One of the things I love about Korea is the sense of community built around food and the interactivity that happens right at the dinner table. Many meals are “family style” where dishes are shared and cooked on your tabletop. Korean barbecue is one of those meals and one that I never get tired of. Samgyeopsal, which is pork belly, is the quintessential cut of meat for Korean barbecue. It’s ordered by the gram, usually 100-200 per person, and is brought to your table raw, unseasoned and un-marinated. That may sound a bit boring, but once it starts sizzling on the gas or charcoal grill built into your table, you won’t be disappointed.
Samgyeopsal is always served with ssamjang (a thick dipping sauce made with red pepper paste and fermented soybean paste) and either a little bowl of course salt or a sesame oil and salt combination. Once the pork is nice and crispy on the outside, I like to dip it in the two and wrap it up in a lettuce or perilla leaf which are also always served with samgyeopsal. I also like to add garlic, cloves of which are grilled at your table alongside the pork. Sometimes grilled kimchi is a nice addition as well. Like all Korean meals, an array of banchan (side dishes) will be brought to your table along with the samgyeopsal, kimchi, garlic and lettuce. Typically you’ll get a soup, pickled radish, onions, mushrooms, bean sprouts, and some marinated seaweed, among other things. It varies from place to place, but they’re always free with your meal and refillable at no extra cost.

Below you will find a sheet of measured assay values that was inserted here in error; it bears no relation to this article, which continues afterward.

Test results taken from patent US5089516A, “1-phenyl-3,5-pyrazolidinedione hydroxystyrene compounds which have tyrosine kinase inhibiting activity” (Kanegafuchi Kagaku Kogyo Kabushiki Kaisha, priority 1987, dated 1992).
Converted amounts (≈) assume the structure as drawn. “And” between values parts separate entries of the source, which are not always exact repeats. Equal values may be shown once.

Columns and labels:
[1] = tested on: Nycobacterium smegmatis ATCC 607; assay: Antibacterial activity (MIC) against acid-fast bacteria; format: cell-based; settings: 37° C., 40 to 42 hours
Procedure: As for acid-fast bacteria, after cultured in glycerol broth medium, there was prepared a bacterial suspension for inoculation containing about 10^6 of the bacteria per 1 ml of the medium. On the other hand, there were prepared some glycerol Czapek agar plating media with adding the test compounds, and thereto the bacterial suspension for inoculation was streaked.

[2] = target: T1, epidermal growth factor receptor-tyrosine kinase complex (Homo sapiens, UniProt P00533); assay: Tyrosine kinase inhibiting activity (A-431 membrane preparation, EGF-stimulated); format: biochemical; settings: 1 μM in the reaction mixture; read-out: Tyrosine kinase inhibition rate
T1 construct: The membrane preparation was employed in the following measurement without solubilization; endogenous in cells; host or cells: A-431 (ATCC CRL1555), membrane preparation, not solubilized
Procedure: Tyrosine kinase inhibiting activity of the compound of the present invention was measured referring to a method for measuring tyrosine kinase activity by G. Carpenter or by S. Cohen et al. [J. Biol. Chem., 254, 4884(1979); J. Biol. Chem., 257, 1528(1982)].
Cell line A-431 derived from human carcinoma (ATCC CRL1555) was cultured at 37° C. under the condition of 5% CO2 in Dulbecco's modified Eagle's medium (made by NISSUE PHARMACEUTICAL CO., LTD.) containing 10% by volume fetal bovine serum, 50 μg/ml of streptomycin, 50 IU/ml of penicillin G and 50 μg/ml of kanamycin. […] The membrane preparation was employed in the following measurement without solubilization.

Usually one person in your dinner party takes charge of the grill at your table. I’ve had a few different experiences in terms of how much the staff help out, however. The first time David came to visit I was so excited to share a traditional Korean barbecue meal with him, but we were both disappointed when the woman working there wouldn’t leave our table. She just stood there, manning the grill until all the meat was cooked (at the time I was still fairly new to Korea and didn’t know how to politely ask her to leave and let us grill our own meat). That is the only time I’ve had the staff babysit the grill like that, though. Most of the time they leave you to do it on your own, or they might step in and flip your meat over if they see you’ve left it too long on one side. Either way, if you feel like you do need help or a refill of some sort, you can call the staff over by simply pushing a button at your table.
I suppose some people might not enjoy the aspect of cooking your own food at a restaurant. Isn’t not having to do the cooking the point of going out for dinner? For some, maybe. I happen to love the communal, interactive dining experience, and the fact that I don’t have to wash any of the dishes afterwards makes it even better.
It’s no surprise hiking is really popular in Korea considering 70 percent of the country is comprised of mountains. There are 21 national parks in South Korea, which seems like a lot considering the country is the size of Indiana. Jirisan was the first to be designated in 1967, and the Korea National Park Service was established in 1987. Knowing the park service was formed in 1916 in the United States, it’s a relatively new concept here in Korea. From what I’ve seen so far, the KNPS does an excellent job of maintaining them.
While I’ve only been to three of the national parks so far, there are several things I’ve observed each time I’ve gone hiking. One of the first things I noticed was not about the mountains or trails themselves, but the hikers. I have yet to see a Korean on a hiking trail that isn’t decked out in the latest brightly colored hiking gear, head to toe, with matching backpacks and trekking poles. The difficulty of the hike doesn’t seem to matter, it’s all about the gear. Appearance is a really big part of Korean culture, so this isn’t shocking, but I’m still amazed by how much time and money they seem to put into their hiking outfits. This explains why there are so many outdoor apparel shops throughout Korea.